NJ jobless rate continues climbing, hits 8.2 percent

March 25, 2009 5:28:32 PM PDT
New Jersey's jobless rate continued to climb last month, surpassing the national rate for the first time in two years and keeping the state firmly entrenched in the global recession, according to analysts. February's unemployment rate of 8.2 percent was nearly a full percentage point above January's rate, according to the state Department of Labor and Workforce Development, which released the figures Wednesday.

It was the 13th straight month New Jersey shed jobs, pushing the state's jobless rate just above the national rate of 8.1 percent.

"These are dismal numbers," said Rutgers University Professor Joseph Seneca, of the Bloustein School of Planning and Public Policy. "New Jersey's economy is fully engulfed by the national recession."

Job losses were heaviest in professional and business services, manufacturing and construction, according to the state. Education and health services had the only significant job growth, but most industries shed workers.

A soaring number of unemployment claims has helped empty the state's unemployment insurance fund, a key source of help for jobless New Jerseyans. It's also been depleted over the years by lawmakers raiding the fund for other programs.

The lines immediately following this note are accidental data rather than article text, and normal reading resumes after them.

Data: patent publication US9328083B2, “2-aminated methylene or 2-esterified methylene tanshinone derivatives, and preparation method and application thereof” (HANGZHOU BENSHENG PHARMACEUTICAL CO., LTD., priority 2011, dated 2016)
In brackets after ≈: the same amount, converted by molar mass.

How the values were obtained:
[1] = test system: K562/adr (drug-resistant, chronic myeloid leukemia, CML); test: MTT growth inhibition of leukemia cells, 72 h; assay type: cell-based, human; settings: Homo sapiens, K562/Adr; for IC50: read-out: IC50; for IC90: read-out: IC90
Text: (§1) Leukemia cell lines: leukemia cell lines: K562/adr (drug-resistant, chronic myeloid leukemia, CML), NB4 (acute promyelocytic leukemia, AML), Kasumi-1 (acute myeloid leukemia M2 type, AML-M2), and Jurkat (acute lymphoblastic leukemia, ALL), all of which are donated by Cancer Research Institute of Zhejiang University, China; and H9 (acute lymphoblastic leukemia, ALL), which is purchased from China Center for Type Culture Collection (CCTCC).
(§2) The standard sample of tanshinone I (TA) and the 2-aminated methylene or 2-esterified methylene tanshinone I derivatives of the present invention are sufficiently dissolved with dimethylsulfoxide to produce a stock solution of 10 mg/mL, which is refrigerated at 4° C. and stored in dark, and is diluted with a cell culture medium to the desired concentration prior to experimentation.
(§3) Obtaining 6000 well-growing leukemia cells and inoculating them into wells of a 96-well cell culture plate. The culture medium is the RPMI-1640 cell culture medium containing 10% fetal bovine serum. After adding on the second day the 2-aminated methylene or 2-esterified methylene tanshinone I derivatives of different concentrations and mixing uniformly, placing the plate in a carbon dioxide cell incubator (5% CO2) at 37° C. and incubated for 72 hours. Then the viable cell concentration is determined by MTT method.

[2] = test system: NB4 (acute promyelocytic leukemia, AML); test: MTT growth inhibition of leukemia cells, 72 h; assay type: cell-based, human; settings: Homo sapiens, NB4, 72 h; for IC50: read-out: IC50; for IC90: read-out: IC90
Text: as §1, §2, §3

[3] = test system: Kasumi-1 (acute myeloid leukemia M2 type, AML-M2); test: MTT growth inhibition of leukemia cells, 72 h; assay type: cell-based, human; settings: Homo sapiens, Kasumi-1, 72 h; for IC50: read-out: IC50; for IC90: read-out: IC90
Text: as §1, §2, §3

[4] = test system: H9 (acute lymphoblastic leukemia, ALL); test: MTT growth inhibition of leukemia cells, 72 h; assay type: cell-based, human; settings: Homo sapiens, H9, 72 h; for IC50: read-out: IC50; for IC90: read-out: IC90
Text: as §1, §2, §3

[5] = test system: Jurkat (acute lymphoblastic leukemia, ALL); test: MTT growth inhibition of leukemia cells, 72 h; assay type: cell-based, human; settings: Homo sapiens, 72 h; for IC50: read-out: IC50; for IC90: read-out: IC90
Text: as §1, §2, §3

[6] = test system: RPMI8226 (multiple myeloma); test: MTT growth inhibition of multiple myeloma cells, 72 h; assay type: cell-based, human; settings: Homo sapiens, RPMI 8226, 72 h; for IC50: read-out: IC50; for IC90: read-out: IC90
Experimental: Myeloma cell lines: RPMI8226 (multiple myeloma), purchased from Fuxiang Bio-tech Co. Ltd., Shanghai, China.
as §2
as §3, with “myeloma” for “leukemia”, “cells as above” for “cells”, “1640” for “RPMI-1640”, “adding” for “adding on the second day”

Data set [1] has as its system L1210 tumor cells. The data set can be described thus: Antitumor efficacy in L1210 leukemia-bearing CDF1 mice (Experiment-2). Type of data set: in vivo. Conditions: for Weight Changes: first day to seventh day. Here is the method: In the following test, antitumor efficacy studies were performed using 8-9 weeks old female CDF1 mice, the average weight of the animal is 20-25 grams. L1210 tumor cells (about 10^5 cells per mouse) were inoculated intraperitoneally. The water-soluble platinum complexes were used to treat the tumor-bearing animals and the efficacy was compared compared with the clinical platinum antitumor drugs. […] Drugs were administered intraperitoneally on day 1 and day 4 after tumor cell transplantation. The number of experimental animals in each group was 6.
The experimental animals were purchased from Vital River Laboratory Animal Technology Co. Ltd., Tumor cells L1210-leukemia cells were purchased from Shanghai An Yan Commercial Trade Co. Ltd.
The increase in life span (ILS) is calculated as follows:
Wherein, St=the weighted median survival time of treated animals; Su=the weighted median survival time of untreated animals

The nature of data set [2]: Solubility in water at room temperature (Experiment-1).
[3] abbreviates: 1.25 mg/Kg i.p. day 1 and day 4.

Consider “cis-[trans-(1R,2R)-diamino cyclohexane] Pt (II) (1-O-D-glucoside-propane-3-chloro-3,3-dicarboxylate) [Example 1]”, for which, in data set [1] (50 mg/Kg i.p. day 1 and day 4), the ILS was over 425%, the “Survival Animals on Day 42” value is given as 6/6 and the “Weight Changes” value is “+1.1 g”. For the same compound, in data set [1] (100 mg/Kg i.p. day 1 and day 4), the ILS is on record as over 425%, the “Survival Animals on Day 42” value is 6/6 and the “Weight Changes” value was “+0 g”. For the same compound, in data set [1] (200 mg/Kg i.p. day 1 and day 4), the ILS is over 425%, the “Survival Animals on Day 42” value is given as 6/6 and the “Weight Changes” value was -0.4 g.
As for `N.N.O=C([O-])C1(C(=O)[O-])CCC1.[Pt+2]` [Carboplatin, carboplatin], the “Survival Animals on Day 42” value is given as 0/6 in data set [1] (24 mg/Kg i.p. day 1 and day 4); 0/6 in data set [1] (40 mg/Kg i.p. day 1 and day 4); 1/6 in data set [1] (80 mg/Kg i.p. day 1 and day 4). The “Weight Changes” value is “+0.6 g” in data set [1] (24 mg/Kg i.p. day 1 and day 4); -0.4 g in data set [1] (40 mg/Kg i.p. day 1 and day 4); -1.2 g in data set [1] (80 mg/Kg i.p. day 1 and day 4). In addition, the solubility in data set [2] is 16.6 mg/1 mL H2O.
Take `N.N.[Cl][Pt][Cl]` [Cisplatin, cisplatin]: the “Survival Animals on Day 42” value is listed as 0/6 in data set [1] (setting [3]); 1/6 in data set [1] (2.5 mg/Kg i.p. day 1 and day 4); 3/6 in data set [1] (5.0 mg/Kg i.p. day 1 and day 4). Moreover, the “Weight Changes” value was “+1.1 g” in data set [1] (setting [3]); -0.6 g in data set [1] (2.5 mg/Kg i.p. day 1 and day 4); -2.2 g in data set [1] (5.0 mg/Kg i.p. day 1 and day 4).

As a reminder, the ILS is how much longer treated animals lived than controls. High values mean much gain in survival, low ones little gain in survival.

State Labor Commissioner David Socolow said the state has borrowed $185 million this month from the federal government to make its unemployment payments. A provision in the federal stimulus package makes the loans interest free, he said.

The stimulus plan, which President Obama signed into law last month, provides other sources of help for the out-of-work. Among other things, it adds $25 to weekly unemployment checks, pumps money into job training and extends unemployment benefits periods, Socolow said.

New Jerseyans are not the only ones who need this help; altogether, the country has lost an average of 600,000 jobs a month for the last four months, said Seneca of Rutgers University.

Nevertheless, some people still think the U.S. has ample job opportunity.

Bonnie O'Brien, president of Placement Professionals, a staffing agency in Hackensack, said she receives at least five resumes a day from people outside the country, mainly in India, Pakistan and Africa.

They primarily want software programming and accounting jobs.

"It is very weird," she said.

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